I’m not sure what started my current fascination with all things Roman. All of a sudden, I was tracing Roman roads and kicking myself for not realising that I had practically grown up on one. Until I moved to the south coast, all my homes were within very close proximity to Stane Street, the road that ran from Chichester into London. Who knew?

While researching Roman roads, I stumbled on to a local Roman curse tablet. I’ve seen a curse tablet before in Bath but I had no idea there was one sitting in a museum in Fareham.

Roman curse tablet in Fareham, Hampshire

This curse tablet was found in a tributary of the river Hamble, near Southampton, by a metal detectorist. It is believed to be dated around 350 AD. It says:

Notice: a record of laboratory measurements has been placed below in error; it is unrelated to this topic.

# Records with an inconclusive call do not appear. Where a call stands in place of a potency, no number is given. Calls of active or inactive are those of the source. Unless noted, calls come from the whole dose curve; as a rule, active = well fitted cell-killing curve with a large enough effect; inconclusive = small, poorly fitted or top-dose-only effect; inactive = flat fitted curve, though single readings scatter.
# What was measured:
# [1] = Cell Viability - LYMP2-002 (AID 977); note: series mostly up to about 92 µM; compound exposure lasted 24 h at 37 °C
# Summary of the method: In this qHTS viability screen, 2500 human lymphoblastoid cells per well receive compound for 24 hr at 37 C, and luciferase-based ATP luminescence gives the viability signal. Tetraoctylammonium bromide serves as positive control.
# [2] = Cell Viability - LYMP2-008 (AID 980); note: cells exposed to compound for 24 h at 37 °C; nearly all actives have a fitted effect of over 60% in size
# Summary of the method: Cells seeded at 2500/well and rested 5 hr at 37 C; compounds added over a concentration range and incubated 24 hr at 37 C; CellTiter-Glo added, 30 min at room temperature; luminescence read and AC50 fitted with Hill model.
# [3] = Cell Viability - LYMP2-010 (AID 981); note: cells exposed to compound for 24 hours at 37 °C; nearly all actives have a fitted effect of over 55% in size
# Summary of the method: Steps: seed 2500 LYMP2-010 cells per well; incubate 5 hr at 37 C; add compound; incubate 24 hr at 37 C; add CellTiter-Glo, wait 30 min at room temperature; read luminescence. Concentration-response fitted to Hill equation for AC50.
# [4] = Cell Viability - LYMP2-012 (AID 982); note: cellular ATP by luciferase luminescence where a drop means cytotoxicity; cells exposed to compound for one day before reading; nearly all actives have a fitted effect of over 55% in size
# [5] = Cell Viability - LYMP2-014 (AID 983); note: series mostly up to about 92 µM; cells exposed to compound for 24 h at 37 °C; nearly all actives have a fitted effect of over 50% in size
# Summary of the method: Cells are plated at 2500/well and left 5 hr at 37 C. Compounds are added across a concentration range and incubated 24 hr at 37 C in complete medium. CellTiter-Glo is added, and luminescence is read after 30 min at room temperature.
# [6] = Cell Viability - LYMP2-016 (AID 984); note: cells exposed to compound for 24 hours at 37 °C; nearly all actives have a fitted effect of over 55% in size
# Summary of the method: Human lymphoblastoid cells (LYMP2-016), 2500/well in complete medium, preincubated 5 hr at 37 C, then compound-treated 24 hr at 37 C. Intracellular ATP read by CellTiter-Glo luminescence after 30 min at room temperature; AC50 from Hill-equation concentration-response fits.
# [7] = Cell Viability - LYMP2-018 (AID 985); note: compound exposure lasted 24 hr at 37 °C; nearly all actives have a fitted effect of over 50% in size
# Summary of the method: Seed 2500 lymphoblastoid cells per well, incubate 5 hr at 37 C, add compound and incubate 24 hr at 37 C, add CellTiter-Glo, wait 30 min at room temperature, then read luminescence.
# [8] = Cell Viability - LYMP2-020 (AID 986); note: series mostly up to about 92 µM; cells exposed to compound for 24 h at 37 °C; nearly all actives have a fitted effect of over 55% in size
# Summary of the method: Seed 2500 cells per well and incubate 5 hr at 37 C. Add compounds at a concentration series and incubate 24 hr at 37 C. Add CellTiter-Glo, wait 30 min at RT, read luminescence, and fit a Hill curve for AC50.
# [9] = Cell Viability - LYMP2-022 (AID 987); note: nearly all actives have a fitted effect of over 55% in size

Lord Neptune, I give you the man who has stolen the solidus (gold coin) and six argentioli (silver coins) of Muconius. So I give the names who took them away, whether male or female, boy or girl. So give you Niskus, and to Neptune, the life, health, blood, of him who has been privy to that taking away. The mind which stole this and has been privy to it, may you take it away. The thief that stole this, may you consume his blood and take it away, Lord Neptune.

Next to the curse table were three solidi, similar to the one stolen by Muconious’ thief.

Roman gold coins

To top off this Roman inspired day, I went to Porchester to take a walk around the old Roman fort walls. Portus Adurni was an important defence for the Romans, built to see off Saxon invaders. Today, the walls, built in the 3rd century, are almost all intact.

There’s a Norman castle built within the walls and a church dedicated to Saint Mary.

Portchester Castle, Hampshire

In the corner of the churchyard, near the Roman wall, there’s a small labyrinth. It’s not obvious so you have to know it’s there.

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